“Will it be said that the judgment of a male of two years old, is more sage than that of a female's of the same age? I believe the reverse is generally observed to be true. But from that period what partiality! how is the one exalted, and the other depressed, by the contrary modes of education which are adopted! the one is taught to aspire, and the other is early confined and limitted. As their years increase, the sister must be wholly domesticated, while the brother is led by the hand through all the flowery paths of science. Grant that their minds are by nature equal, yet who shall wonder at the apparent superiority, if indeed custom becomes second nature.”


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  • Cowell, Pattie ed.  Women Poets in Revolutionary America 1650-1775: An Anthology. Troy: Whitston Publishing, 1981.
  • Field, Vena Bernadatte.  Constantia: A Study of the Life and Works of Judith Sargent Murray, 1751-1820. Orono, Maine: University Press, 1931.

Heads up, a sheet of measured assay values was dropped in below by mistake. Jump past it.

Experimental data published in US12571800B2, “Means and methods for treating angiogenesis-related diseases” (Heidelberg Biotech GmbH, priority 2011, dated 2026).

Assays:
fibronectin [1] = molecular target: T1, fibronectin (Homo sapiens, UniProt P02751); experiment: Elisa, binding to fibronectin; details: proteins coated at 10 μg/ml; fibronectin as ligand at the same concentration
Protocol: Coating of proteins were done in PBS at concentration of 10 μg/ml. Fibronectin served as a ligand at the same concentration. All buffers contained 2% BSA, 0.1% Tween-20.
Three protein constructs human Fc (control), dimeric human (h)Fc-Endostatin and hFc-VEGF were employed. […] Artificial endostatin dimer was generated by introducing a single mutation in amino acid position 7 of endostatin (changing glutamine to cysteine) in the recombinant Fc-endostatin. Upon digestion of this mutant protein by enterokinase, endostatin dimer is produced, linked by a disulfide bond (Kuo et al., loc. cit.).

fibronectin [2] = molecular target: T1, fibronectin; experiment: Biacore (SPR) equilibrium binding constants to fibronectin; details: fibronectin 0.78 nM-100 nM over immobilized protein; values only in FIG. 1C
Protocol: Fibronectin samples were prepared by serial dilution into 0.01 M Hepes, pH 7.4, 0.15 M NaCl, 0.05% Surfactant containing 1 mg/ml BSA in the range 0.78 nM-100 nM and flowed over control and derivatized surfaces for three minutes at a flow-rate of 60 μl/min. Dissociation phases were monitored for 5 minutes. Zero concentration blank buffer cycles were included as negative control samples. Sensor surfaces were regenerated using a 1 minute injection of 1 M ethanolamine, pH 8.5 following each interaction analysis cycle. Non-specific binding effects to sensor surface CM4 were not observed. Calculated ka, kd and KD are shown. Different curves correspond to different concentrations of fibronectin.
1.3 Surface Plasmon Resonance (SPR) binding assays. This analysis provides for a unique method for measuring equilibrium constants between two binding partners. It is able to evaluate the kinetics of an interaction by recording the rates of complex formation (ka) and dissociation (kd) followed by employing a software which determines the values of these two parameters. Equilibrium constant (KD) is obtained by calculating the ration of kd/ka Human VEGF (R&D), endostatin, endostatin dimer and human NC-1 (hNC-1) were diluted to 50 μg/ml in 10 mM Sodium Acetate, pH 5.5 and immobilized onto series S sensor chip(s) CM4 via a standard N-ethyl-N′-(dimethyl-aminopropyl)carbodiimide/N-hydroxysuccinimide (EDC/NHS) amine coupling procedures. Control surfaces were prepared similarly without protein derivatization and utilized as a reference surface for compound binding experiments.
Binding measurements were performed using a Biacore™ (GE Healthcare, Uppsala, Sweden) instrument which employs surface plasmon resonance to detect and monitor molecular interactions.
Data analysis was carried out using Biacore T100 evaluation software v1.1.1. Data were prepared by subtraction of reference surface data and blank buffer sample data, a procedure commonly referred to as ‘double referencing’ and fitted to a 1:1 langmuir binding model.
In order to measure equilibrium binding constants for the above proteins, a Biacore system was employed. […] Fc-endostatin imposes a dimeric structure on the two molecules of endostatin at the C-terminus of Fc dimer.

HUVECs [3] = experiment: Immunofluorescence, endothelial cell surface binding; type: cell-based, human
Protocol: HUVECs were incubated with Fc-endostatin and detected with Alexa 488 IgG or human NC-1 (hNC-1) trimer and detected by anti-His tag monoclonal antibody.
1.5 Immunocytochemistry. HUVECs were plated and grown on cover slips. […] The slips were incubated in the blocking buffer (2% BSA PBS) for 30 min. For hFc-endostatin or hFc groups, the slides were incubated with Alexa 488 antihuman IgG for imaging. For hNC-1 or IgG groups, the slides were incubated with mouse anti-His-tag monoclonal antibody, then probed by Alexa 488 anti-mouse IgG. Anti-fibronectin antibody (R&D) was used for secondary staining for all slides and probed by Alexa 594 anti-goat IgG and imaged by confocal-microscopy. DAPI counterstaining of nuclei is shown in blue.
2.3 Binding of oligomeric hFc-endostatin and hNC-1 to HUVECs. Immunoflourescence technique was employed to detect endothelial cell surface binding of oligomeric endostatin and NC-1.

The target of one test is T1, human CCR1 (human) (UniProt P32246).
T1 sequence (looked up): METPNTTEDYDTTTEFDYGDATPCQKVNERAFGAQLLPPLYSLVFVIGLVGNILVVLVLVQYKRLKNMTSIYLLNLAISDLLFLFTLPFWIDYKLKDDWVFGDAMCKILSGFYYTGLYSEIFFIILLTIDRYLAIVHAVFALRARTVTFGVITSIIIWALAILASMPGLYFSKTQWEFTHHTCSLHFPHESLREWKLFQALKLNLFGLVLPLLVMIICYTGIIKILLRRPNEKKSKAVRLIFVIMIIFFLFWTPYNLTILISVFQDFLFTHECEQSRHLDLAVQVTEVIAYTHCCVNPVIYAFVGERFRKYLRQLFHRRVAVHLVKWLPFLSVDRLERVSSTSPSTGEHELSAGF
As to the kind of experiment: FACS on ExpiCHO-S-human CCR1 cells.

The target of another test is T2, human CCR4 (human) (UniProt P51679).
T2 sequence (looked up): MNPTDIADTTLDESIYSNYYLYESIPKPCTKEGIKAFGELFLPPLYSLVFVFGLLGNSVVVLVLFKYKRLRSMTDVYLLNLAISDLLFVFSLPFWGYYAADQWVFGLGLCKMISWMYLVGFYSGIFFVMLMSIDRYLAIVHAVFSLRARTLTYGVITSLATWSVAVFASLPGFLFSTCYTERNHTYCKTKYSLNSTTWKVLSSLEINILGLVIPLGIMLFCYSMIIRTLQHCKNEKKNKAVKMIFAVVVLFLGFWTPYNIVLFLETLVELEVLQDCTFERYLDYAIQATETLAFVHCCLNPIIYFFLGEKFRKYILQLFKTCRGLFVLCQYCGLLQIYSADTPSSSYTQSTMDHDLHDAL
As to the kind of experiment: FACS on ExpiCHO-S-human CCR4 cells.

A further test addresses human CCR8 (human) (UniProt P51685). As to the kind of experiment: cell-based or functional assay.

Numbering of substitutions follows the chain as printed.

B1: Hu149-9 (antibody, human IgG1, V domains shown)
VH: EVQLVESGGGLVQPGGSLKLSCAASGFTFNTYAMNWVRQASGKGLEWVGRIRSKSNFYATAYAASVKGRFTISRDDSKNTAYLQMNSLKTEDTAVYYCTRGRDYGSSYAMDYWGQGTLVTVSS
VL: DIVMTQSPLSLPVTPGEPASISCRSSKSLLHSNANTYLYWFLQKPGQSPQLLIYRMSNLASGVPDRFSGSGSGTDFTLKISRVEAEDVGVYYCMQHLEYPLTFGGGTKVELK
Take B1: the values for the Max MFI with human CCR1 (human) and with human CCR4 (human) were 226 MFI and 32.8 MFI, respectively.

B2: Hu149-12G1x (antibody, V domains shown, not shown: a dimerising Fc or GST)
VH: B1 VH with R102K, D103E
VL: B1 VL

• Harris, Sharon M., ed.  Selected Writings of Judith Sargent Murray.  New York: Oxford University Press, 1995.
  • James, Janet Wilson.  “Judith Sargent Murray,” in Notable American Women, 1607-1950, Volume Two.  Cambridge, MA:  Harvard University Press, 1971.
  • Kerber, Linda K.  Women of the Republic:  Intellect & Ideology in Revolutionary America.  New York:  W.W. Norton & Company, 1980.
  • Judith Sargent Murray.  The Gleaner, with an introductory essay by Nina Baym.  Schenectady, NY: Union College Press, 1992.
  • Weatherford, Doris.  American Women’s History:  An A to Z of People, Organizations, Issues, and Events.  New York, NY:  Patience Hall General Reference, 1994.